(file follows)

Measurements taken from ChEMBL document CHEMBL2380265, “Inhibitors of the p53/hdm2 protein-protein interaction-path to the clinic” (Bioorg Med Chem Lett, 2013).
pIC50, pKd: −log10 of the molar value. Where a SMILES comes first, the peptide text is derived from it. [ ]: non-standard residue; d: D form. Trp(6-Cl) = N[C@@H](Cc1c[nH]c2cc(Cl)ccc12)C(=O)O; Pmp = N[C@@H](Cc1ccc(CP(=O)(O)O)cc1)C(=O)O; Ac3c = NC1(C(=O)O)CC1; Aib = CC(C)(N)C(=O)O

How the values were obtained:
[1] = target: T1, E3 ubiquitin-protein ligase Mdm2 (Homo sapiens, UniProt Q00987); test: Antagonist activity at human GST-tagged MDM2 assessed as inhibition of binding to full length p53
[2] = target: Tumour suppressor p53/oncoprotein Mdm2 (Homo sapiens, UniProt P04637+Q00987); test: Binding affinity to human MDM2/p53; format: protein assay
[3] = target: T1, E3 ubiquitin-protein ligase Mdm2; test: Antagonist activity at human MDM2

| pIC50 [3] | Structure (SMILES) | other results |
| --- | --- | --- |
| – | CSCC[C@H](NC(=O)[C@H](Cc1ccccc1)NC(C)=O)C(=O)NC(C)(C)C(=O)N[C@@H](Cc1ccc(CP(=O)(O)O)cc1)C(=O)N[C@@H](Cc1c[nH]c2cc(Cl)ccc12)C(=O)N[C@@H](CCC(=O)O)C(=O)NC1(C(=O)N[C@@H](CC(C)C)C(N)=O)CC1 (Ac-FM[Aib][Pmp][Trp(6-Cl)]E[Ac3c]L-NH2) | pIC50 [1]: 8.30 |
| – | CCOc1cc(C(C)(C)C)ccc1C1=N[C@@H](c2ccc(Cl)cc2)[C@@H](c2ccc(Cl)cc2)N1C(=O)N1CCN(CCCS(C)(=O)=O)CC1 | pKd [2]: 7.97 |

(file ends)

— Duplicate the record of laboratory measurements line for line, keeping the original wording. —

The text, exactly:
Measurements taken from ChEMBL document CHEMBL2380265, “Inhibitors of the p53/hdm2 protein-protein interaction-path to the clinic” (Bioorg Med Chem Lett, 2013).
pIC50, pKd: −log10 of the molar value. Where a SMILES comes first, the peptide text is derived from it. [ ]: non-standard residue; d: D form. Trp(6-Cl) = N[C@@H](Cc1c[nH]c2cc(Cl)ccc12)C(=O)O; Pmp = N[C@@H](Cc1ccc(CP(=O)(O)O)cc1)C(=O)O; Ac3c = NC1(C(=O)O)CC1; Aib = CC(C)(N)C(=O)O

How the values were obtained:
[1] = target: T1, E3 ubiquitin-protein ligase Mdm2 (Homo sapiens, UniProt Q00987); test: Antagonist activity at human GST-tagged MDM2 assessed as inhibition of binding to full length p53
[2] = target: Tumour suppressor p53/oncoprotein Mdm2 (Homo sapiens, UniProt P04637+Q00987); test: Binding affinity to human MDM2/p53; format: protein assay
[3] = target: T1, E3 ubiquitin-protein ligase Mdm2; test: Antagonist activity at human MDM2

| pIC50 [3] | Structure (SMILES) | other results |
| --- | --- | --- |
| – | CSCC[C@H](NC(=O)[C@H](Cc1ccccc1)NC(C)=O)C(=O)NC(C)(C)C(=O)N[C@@H](Cc1ccc(CP(=O)(O)O)cc1)C(=O)N[C@@H](Cc1c[nH]c2cc(Cl)ccc12)C(=O)N[C@@H](CCC(=O)O)C(=O)NC1(C(=O)N[C@@H](CC(C)C)C(N)=O)CC1 (Ac-FM[Aib][Pmp][Trp(6-Cl)]E[Ac3c]L-NH2) | pIC50 [1]: 8.30 |
| – | CCOc1cc(C(C)(C)C)ccc1C1=N[C@@H](c2ccc(Cl)cc2)[C@@H](c2ccc(Cl)cc2)N1C(=O)N1CCN(CCCS(C)(=O)=O)CC1 | pKd [2]: 7.97 |